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Sediment Nutrients


Sediment Nutrients

        The sediments contain inorganic particles, organic “detritus” (the remains of algae, zooplankton, etc.), live benthic algae, a host of bacteria, very small invertebrates termed the meiobenthos, and larger macroinvertebrates. The sediments also contain much higher quantities of nutrients than are found in the water column; some of these are bound in solid phase organic molecules, while a portion is present in inorganic form in the interstitial water.
        Contrary to expectations, reducing external phosphorus inputs from the watersheds of P-limited shallow ponds frequently has little immediate impact on pond water quality (Perrow et al., 1994; Moss et al., 1996; Nixdorf and Deneke, 1997). This occurs because of the large reserves of phosphorus remaining in the sediments. Phosphorus in the sediments can be resupplied to the water column both by upward diffusion of dissolved PO43– under anoxic conditions and by resuspension of particulate phosphorus by storms or human activity. Increases in total P in the water column during July in most of the study ponds likely occurred because of increased PO43– release from the sediments as the bottom waters became more anoxic. Even if external sources of P are reduced, recycling of P from the sediments (unless dredged) may thus maintain high levels of phosphorus in the water column for many years until sediment concentrations are depleted.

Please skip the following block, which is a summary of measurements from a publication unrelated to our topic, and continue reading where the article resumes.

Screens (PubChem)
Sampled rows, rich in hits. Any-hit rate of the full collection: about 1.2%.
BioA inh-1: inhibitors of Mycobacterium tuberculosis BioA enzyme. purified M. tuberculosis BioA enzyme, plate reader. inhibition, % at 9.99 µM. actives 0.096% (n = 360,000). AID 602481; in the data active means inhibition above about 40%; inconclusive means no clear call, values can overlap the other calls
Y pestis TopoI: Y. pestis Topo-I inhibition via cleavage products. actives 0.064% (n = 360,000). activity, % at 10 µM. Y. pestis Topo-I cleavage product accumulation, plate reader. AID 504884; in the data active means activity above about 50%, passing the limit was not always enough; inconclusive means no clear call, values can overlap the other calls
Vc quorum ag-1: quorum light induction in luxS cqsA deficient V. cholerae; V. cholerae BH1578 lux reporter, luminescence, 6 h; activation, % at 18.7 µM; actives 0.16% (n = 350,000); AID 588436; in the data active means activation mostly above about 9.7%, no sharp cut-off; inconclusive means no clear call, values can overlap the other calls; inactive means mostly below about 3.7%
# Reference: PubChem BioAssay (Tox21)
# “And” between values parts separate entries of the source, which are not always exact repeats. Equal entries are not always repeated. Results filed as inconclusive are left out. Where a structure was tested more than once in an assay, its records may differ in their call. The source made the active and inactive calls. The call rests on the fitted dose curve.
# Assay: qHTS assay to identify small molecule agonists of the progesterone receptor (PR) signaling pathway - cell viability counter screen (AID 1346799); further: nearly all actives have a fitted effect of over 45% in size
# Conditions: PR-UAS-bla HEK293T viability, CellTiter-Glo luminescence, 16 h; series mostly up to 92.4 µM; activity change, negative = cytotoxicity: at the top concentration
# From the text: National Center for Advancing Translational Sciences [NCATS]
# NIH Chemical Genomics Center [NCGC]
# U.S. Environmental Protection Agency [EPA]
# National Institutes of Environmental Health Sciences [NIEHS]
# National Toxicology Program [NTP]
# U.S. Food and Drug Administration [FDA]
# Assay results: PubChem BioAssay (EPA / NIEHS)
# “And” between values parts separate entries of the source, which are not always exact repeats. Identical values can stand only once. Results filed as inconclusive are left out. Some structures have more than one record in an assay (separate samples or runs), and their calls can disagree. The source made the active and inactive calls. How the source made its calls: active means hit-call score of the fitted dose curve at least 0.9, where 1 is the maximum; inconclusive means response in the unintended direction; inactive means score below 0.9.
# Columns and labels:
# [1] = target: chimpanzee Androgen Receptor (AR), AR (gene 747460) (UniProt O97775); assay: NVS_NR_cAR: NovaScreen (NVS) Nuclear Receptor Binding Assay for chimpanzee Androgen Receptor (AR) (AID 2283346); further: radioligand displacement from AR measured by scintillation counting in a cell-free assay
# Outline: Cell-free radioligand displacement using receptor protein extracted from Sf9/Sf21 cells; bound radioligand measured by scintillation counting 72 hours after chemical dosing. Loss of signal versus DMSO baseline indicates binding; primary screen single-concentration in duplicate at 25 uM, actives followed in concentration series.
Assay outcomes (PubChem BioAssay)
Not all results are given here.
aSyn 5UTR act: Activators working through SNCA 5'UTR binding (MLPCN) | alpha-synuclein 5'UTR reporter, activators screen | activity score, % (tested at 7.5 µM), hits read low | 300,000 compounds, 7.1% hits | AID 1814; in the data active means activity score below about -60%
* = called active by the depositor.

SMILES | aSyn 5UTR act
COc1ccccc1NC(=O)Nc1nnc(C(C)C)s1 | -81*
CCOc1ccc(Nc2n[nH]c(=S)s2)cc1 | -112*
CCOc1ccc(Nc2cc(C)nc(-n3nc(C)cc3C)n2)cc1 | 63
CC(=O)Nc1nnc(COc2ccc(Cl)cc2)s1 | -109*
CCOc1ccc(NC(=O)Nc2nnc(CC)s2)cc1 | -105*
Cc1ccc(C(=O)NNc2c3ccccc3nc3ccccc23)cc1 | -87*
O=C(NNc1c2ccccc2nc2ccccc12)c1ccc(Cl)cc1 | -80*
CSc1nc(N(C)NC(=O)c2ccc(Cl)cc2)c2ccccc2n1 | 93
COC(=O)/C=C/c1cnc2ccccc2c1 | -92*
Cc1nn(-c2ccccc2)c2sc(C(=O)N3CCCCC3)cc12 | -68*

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Fig. 4. Sediment P content vs. total phosphorus in the water column during July. The sediments may serve as a “sink” for phosphorus as organic particles settle, but also release phosphorus to the overlying water, especially when oxygen concentrations are very low.

        Results presented here are based on data collected for 13 Chester County ponds in 2002. Cores of the top 0.5 cm of the sediments were obtained from each pond during visits in July. The relationship between particulate phosphorus in the surface sediments to total phosphorus in the water column is shown in Figure 4. Sediment P was typically slightly greater in ponds with higher concentrations of P in the water column. A positive correlation between sediment P and water column P is expected because not only does sediment-associated phosphorus reenter the water column (directly via resuspension and indirectly via remineralization and diffusion), but particulate phosphorus within the water column (e.g., as phytoplankton) sinks to the sediments.
        In effect, nutrients in particles that settle to the sediments are in fact frequently exchanged with the water column, are the chief nutrient source for rooted plants, and are a reservoir of nutrients for plants and algae in the water column. Homeowners concerned with pond management must thus consider the large supply of nutrients residing in the sediments as well as nutrients entering from the watershed.